›This is the third post in a series profiling the process of building political commitment in countries whose governments have made strong investments in family planning. Previous posts have profiled Rwanda and Iran.
While the two other countries profiled in this series, Rwanda and Iran, have only reinvigorated their family planning programs within the past 20 years, Indonesia’s story begins in the 1960s. In this respect, the world’s fourth most populous country is classified among the pioneers of family planning in the developing world and has been described as a “world leader” and “one of the developing world’s best.” An extensive community outreach program combined with a centralized government that made family planning a priority were key to Indonesia’s success story.
Jakarta Pilot and Religious Support Motivates National Scale-up
For a decade and a half after the struggle for independence from the Dutch ended in 1949, the government of President Sukarno ruled out any government support for family planning. According to a Demographic and Health Survey (DHS) report, the rate of contraceptive use among married women at the time was essentially zero. Fertility rose slightly during this period, from an average of 5.5 in the early 1950s to 5.6 children per woman a decade later. However, in 1965, Sukarno was overthrown, and the next year, a military general named Suharto assumed power in an uprising that left as many as half a million people dead.
Suharto’s regime would last until 1998. Though he operated with a “heavy hand” amidst personal corruption, Suharto also aggressively pursued economic development and brought about a policy shift towards promoting family planning. Despite initial reservations – Suharto believed that the people would oppose family planning on religious grounds – various domestic and international advisers convinced him otherwise.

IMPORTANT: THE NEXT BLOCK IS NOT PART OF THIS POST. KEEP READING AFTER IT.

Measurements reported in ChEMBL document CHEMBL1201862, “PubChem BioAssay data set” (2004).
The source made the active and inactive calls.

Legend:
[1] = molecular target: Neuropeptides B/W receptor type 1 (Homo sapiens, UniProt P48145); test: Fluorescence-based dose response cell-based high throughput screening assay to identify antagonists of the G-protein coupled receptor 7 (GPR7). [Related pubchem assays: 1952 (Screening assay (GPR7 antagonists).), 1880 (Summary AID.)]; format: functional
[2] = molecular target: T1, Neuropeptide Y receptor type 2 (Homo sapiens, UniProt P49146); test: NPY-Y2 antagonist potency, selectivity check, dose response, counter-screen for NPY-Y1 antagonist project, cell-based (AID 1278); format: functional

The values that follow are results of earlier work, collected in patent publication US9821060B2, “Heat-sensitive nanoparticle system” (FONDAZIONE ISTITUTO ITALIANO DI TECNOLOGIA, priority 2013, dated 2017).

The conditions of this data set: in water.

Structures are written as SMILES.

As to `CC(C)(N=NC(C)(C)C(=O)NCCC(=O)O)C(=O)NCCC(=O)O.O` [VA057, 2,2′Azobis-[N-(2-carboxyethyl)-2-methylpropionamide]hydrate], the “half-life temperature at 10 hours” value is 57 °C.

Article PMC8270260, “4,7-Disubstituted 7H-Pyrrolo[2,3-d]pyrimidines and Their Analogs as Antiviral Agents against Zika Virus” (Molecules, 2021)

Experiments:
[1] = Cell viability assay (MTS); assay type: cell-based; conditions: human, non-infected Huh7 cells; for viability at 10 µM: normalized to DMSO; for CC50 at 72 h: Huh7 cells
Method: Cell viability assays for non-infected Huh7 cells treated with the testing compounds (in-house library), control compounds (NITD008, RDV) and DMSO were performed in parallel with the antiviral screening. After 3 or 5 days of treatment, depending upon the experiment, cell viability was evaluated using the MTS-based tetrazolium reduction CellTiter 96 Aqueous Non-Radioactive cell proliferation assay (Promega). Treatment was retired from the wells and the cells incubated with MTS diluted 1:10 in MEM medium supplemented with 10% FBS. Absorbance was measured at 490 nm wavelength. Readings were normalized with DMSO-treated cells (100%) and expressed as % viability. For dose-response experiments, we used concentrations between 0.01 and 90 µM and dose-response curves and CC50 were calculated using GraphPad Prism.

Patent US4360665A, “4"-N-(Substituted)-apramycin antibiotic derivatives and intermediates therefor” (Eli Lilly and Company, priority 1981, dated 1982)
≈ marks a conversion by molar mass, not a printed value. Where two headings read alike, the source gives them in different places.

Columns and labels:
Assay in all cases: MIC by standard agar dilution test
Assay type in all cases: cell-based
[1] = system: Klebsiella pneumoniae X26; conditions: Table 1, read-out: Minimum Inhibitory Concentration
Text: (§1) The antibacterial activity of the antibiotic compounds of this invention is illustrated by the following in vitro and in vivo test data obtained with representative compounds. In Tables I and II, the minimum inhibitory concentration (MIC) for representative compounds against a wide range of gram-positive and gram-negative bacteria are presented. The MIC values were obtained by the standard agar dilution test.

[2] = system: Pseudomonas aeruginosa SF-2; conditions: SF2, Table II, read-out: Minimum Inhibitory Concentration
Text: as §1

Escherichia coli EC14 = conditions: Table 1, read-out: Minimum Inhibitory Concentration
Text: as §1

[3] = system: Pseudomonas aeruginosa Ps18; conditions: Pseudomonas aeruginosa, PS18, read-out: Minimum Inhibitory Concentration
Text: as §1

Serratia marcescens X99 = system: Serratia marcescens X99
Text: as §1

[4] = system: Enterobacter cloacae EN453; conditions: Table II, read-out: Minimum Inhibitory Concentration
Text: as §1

General Ali Sadikin, the governor of Jakarta – a city of three million even then – was particularly influential in convincing Suharto. According to Australian demographer Terence H. Hull, who has written extensively about population issues in Indonesia, Sadikin was “quickly learning demographic lessons in his attempts to renovate a city with poor housing, schooling, transport, and basic services,” and he began to regularly speak out about the challenges that rapid population growth posed to his goals of urban development.
Indonesian Planned Parenthood Association, which had a network of clinics offering family planning, but lacked the funding to meet more than a small amount of demand. With the public support of Sadikin, a Jakarta-wide pilot program was operational in 1967.
Hull reports that a second integral event in the early years was a 1967 meeting between government officials and Muslim, Protestant, Catholic, and Hindu leaders representing four of the country’s major religions. Following the meeting, a pamphlet called “Views of Religions on Family Planning” was published, representing “a tipping point when national consensus around the morality of birth control was turning from strongly negative to strongly positive.”
A Strong Coordinating Board Reaches out to Communities
By late 1968, efforts were in place to scale up the family planning program in Jakarta to the national level. The National Family Planning Coordinating Board (BKKBN in Indonesian) was created and quickly became entrenched throughout the country thanks to generous funding, including from international donors.
The BKKBN’s emphasis on the community level, which ensured that family planning services and awareness-generating activities were reaching people around the country through multiple channels, was a key factor in the program’s achievements. The organizations involved in promoting family planning messages at the community level included youth, women’s and religious groups, employers, and schools, with high-level support reiterated regularly by the president. Hull described the BKKBN’s efforts as “a true collaboration because the program emphasized institutions not normally associated with family planning, but did so in a way that was both socially acceptable and socially invigorating.”